Former Vice President Joe Biden speaks at AAAS about cancer research

Eilish O'Sullivan

When Former Vice President Joe Biden asked an audience of hundreds whose live had been affected by cancer, nearly every person raised their hand. 

Biden spoke about the importance of collaboration within cancer research Sunday night at the 2018 Annual Meeting of The Amderican Association for the Advancement of Science.

 “Our speaker this evening knows (cancer) first-hand,” AAAS President Susan Hockfield said while introducing Biden. 

Biden lost his son to brain cancer two years ago, prompting him to take action. He was later appointed to head Cancer Moonshot, an initiative to further progress cancer research and prevention.

 Biden said he looks forward to the day where treatment is personalized and helpful, not harmful.

 “I see the day when it doesn’t come down to having to make the choice of keeping (cancer patients’) homes and affording lifesaving treatment,” Biden said. “I see the day that you will take your children to school physicals where we vaccinate them against certain cancer strains.”

Zach Avgur, an attendee, said it was inspiring to see Biden putting cancer research on people’s minds. 

 “(The speech) was extremely powerful and thought-provoking,” said Zach Avgur. “It’s amazing the amount of time and energy (Biden’s) putting into this, especially considering he’s not in public office anymore.”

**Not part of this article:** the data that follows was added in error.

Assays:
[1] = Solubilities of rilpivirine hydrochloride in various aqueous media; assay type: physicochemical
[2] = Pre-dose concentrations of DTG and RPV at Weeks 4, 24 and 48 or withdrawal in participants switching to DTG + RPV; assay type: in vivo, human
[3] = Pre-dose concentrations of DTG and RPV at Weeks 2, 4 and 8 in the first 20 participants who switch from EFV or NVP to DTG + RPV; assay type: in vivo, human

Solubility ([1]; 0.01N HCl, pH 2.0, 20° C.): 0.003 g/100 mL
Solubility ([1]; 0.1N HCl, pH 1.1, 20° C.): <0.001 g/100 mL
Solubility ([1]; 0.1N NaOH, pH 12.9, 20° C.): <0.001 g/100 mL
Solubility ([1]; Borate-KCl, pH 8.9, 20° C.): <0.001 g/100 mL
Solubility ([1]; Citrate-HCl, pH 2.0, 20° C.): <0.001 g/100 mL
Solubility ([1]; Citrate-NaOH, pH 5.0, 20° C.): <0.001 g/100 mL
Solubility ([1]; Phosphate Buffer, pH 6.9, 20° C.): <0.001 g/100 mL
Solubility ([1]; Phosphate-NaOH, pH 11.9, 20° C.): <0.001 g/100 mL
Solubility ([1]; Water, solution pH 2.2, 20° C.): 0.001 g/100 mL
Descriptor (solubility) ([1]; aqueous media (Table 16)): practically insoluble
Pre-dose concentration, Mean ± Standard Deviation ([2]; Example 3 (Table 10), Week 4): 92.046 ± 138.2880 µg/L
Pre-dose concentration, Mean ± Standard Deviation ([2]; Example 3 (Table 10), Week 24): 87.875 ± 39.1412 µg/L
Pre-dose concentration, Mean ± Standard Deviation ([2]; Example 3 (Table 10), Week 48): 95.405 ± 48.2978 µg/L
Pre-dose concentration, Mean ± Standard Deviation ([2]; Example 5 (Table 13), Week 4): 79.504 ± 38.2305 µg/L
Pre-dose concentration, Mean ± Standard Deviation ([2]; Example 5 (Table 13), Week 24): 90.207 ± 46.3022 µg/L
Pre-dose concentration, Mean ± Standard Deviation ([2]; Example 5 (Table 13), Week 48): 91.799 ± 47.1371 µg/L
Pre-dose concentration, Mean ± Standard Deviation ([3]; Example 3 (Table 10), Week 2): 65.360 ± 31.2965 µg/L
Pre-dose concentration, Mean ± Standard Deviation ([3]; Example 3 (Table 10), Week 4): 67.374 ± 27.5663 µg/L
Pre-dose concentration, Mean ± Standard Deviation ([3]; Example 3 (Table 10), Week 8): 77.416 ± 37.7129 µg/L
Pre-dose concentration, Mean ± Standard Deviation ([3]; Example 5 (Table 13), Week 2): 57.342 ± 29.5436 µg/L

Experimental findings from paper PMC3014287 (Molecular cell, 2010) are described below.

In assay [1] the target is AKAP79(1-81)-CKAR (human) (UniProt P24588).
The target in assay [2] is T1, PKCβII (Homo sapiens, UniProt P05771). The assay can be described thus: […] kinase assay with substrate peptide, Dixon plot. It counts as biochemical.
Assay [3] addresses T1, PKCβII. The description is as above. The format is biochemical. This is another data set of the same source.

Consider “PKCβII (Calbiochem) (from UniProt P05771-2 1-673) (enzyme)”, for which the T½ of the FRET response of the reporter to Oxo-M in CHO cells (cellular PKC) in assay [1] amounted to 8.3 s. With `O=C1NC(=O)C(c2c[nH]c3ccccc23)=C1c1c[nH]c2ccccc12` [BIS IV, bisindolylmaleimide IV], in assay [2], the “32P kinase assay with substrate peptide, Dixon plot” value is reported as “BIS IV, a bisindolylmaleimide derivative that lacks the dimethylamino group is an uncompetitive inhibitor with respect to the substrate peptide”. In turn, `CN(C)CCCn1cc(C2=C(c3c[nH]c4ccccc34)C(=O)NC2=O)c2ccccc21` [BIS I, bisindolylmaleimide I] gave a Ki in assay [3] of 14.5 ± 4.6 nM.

The federal government has a fundamental role in cancer research and that society needs to challenge the government to take responsibility in funding research, Biden said.

 “It’s unacceptable that our current president of a year has no science advisors,” Biden said. “We need to advance science and keep America at the forefront of that movement.”

Biden said Cancer Moonshot became a well-known movement due to bipartisan support. 

“There is an overwhelming consensus over cancer,” Biden said.

 Biden said the new administration wanted to cut the initiative, but because of its neutrality and popularity on both sides of the aisle, the program was not cut. Instead, Biden said $2 billion in funding was added to Cancer Moonshot and he hopes for an increase in funding in the future.

 Even with this support and general acceptance of the program from the American public, Biden said the new administration is not as committed to scientific and cancer research.

 “If we don’t push hard now, it can all slide back into business as usual,” Biden said. “We are going to need your help to challenge the system.”

 Biden said America’s possibilities are what make it great.

 “Great nations are made, they’re not born,” Biden said. “If we work together, there is nothing we can’t solve.”